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Watching me, watching you: Privacy attitudes and reactions to identity card implementation scenarios in the United Kingdom


Joinson, A; Paine, C; Buchanan, T; Reips, U D (2006). Watching me, watching you: Privacy attitudes and reactions to identity card implementation scenarios in the United Kingdom. Journal of Information Science, 32(4):334-343.

Abstract

In the United Kingdom, government proposals for the introduction of an identity (ID) card have raised considerable privacy concerns. In the present research, opinions and attitudes about different ways of implementing ID cards are examined using an experimental methodology. Specifically, the level and type of compulsion and application process, and the use of a centralised database or trusted third party to hold personal information, are compared for attitudes towards ID cards. Moreover, the impact of implementation scenarios on people with different privacy concern profiles is examined. The results show
that an implementation that combines high compulsion with a centralised database (the approach currently favoured by the UK Government) lead to the greatest negative shift in attitudes towards ID cards. Implementations proposed by others (e.g. the London School of Economics) show significantly less negative shift in attitudes. People’s pre-existing privacy concerns also influence their evaluation of the different implementation scenarios.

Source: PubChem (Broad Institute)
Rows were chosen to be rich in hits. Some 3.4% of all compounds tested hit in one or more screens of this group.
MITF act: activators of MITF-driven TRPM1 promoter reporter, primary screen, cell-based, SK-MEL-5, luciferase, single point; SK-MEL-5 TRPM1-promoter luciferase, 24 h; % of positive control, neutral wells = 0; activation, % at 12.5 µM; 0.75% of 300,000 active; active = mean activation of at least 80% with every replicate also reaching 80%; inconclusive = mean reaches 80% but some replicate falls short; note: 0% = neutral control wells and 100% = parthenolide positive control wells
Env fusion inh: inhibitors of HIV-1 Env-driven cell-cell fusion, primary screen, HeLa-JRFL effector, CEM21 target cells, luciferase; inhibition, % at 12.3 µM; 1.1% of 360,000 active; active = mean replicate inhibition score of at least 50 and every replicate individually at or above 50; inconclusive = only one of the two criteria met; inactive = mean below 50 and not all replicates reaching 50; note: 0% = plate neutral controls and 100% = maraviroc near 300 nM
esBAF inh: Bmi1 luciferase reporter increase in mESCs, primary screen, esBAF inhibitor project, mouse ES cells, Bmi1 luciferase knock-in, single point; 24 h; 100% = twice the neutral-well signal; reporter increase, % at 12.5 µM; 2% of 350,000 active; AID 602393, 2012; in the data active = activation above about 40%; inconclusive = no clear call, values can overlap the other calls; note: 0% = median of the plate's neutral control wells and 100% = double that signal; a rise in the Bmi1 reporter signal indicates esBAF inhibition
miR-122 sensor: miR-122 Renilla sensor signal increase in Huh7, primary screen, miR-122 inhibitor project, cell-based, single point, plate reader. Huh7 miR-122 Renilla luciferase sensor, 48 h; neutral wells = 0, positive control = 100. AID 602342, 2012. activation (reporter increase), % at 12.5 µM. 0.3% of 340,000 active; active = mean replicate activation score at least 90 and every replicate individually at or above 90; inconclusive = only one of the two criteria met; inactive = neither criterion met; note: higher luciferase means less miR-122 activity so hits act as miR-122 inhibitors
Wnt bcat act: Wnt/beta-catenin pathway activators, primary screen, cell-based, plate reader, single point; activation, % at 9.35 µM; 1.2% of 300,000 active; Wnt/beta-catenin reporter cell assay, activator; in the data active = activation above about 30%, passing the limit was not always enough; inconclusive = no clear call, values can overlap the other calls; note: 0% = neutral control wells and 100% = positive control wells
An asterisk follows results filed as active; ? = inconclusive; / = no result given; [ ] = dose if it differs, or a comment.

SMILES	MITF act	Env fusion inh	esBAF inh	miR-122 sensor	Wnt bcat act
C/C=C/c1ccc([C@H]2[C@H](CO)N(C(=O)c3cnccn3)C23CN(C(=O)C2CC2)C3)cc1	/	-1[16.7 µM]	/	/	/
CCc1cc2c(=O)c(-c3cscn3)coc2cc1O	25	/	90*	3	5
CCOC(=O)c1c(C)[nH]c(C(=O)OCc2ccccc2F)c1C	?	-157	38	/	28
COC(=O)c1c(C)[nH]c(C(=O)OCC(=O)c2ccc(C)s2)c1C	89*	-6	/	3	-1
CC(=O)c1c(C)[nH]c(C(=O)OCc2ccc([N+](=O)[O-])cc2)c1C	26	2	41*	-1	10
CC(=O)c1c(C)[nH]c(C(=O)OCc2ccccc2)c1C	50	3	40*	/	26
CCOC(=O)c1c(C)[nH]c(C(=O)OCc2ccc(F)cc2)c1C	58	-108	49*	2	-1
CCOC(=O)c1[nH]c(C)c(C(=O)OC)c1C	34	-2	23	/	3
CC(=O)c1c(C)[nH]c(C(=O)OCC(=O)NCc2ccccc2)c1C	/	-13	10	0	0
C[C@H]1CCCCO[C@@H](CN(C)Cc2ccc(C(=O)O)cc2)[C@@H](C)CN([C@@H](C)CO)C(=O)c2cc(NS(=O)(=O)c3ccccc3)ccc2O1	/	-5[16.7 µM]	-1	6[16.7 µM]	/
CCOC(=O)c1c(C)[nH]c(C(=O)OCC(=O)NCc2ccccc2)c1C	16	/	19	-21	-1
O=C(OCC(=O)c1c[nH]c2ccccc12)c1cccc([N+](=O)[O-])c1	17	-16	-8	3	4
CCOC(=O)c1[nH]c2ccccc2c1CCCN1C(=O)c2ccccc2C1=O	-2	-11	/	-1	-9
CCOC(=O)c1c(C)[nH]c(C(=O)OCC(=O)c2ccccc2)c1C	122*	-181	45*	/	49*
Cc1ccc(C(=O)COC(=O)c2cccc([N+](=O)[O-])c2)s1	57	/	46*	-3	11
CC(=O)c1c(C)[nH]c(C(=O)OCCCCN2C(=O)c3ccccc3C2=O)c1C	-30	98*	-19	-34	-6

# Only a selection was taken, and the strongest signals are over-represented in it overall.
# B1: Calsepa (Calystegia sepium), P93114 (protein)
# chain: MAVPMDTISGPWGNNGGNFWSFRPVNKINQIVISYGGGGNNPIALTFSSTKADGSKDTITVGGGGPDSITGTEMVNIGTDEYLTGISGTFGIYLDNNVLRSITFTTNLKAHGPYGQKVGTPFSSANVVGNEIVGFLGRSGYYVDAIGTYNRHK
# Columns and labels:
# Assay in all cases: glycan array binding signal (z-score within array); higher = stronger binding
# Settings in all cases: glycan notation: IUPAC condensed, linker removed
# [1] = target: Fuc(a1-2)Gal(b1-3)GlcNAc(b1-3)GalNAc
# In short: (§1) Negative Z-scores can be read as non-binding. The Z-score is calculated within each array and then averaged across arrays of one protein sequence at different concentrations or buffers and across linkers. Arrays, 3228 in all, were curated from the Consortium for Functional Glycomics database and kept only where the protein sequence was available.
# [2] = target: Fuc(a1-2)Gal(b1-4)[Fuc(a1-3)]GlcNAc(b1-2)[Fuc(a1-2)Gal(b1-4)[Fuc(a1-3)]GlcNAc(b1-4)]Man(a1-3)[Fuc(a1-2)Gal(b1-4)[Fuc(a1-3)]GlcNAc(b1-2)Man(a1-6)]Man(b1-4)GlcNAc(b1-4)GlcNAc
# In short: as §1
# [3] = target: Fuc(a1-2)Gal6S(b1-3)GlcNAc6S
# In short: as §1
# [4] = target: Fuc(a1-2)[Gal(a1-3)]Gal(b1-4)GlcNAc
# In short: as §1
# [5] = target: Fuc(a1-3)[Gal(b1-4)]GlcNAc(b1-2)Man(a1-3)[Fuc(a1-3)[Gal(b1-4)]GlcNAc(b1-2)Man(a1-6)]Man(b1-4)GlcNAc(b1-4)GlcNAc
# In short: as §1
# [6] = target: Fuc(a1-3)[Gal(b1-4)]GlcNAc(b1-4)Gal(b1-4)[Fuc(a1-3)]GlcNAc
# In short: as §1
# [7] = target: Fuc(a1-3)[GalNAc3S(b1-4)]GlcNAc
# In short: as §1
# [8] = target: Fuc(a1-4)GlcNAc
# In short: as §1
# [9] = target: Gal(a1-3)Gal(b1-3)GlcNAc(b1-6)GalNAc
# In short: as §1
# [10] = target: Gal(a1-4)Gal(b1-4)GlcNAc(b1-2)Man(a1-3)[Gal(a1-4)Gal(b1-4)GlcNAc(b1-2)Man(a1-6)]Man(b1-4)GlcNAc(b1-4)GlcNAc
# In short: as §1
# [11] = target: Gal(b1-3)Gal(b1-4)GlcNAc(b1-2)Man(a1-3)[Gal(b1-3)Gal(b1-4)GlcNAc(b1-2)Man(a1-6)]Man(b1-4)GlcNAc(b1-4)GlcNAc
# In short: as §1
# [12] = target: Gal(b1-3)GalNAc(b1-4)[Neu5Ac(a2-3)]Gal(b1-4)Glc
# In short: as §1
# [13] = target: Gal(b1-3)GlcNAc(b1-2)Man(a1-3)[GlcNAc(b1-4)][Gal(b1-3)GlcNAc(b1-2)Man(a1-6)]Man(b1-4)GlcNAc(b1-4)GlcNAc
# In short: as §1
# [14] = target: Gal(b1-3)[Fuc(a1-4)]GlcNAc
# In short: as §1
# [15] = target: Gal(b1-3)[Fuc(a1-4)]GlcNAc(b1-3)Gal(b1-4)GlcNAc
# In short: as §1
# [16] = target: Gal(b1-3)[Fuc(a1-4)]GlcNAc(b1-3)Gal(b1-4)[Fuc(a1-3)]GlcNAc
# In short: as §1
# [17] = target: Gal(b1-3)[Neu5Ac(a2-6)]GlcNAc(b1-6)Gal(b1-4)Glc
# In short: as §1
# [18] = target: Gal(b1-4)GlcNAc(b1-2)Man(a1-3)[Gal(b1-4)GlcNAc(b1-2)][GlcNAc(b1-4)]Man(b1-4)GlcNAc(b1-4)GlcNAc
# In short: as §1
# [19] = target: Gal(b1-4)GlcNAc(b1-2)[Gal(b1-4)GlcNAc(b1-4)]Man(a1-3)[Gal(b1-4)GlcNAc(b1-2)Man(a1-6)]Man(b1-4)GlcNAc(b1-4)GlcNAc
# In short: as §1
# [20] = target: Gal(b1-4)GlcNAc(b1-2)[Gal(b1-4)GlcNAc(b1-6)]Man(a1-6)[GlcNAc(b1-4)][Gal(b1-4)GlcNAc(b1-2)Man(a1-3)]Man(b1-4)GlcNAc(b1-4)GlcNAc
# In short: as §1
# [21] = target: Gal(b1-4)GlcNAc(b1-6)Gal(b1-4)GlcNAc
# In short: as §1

Abstract

In the United Kingdom, government proposals for the introduction of an identity (ID) card have raised considerable privacy concerns. In the present research, opinions and attitudes about different ways of implementing ID cards are examined using an experimental methodology. Specifically, the level and type of compulsion and application process, and the use of a centralised database or trusted third party to hold personal information, are compared for attitudes towards ID cards. Moreover, the impact of implementation scenarios on people with different privacy concern profiles is examined. The results show
that an implementation that combines high compulsion with a centralised database (the approach currently favoured by the UK Government) lead to the greatest negative shift in attitudes towards ID cards. Implementations proposed by others (e.g. the London School of Economics) show significantly less negative shift in attitudes. People’s pre-existing privacy concerns also influence their evaluation of the different implementation scenarios.

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Additional indexing

Item Type:Journal Article, refereed, original work
Communities & Collections:06 Faculty of Arts > Institute of Psychology
Dewey Decimal Classification:150 Psychology
Language:English
Date:August 2006
Deposited On:20 Jul 2009 08:21
Last Modified:06 Dec 2017 20:10
Publisher:Sage Publications
ISSN:0165-5515
Publisher DOI:https://doi.org/10.1177/0165551506064902
Official URL:http://jis.sagepub.com/content/vol32/issue4/

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